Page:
Growing food for a good cause

Volunteer Dene Thomas is accompanied by Corrections Officer Peter Markham as he oversees his horticultural students.A former Corrections instructor has been helping the men at Hawkes Bay Regional Prison grow produce for local charities for nearly four years.

Retiring after 12 years as an employment instructor, Dene Thomas is now a volunteer horticultural adviser.  Dene teaches the men how to plant and harvest vegetables at the Te Whare Tirohanga Māori unit, just one of the prison’s gardens that grow food for Women’s Refuge.

Dene shares his horticultural values and practical knowledge with two or three students for a few hours fortnightly, and also covers NZQA Unit Standard material.

“My professional life has been about increasing education and sharing what I know,” says Dene. “I see the men develop positive self esteem and a personal responsibility to the whenua (land).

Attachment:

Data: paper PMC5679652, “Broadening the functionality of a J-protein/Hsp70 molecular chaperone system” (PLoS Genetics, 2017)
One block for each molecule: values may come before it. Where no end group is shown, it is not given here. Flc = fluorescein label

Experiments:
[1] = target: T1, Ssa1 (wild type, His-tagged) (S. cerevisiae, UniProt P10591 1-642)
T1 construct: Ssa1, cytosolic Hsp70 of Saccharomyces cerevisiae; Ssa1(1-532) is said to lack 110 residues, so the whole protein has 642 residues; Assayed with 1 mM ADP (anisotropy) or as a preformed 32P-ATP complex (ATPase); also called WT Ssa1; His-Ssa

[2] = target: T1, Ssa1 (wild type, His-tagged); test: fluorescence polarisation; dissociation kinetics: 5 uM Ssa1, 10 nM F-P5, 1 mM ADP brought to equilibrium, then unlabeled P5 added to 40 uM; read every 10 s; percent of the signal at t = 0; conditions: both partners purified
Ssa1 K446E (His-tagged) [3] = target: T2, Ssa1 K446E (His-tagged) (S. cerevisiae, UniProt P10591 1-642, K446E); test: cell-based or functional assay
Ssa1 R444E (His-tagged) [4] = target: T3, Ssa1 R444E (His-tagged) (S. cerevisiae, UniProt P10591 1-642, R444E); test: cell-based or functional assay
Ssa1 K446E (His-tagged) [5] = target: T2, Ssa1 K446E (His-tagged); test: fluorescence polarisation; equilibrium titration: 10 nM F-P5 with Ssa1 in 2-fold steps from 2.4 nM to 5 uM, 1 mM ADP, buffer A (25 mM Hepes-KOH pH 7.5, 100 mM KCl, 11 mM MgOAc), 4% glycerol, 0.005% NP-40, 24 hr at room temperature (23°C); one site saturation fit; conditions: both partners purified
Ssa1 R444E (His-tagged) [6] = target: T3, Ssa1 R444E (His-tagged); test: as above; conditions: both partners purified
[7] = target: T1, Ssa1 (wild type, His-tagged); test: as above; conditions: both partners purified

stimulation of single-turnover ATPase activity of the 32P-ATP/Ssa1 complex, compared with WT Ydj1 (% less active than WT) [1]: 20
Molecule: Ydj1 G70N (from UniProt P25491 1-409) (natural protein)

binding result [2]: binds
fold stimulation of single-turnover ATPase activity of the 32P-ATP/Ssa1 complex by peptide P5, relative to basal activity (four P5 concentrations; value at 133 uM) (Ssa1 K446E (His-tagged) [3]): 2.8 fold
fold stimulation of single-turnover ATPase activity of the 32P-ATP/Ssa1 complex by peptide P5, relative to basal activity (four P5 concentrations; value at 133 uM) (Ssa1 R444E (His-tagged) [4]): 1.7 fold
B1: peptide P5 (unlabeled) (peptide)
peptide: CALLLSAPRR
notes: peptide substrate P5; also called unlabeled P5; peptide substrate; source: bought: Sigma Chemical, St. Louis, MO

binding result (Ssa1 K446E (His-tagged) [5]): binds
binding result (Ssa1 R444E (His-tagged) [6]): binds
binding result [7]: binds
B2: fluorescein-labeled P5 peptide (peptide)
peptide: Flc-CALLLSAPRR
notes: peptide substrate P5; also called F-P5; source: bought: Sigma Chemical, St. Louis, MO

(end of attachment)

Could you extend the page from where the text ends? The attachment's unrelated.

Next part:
“I cover the history of the plot, basic planting skills, rotational cropping, pruning and propagating. We use a whiteboard to monitor crops and seed sowing timetables that helps with their literacy and numeracy skills.”

Dene and his students have grown many varieties of fruit and vegetables including leeks, tomatoes, kamo kamo, kumara, watermelon, strawberries and grapes. They also have a thriving herb garden, worm farm and grow a range of native plants.

Regional Volunteer Coordinator Karyn Teddy says, “Dene’s very committed to his work, and is proud of the support provided to the community through the garden produce.”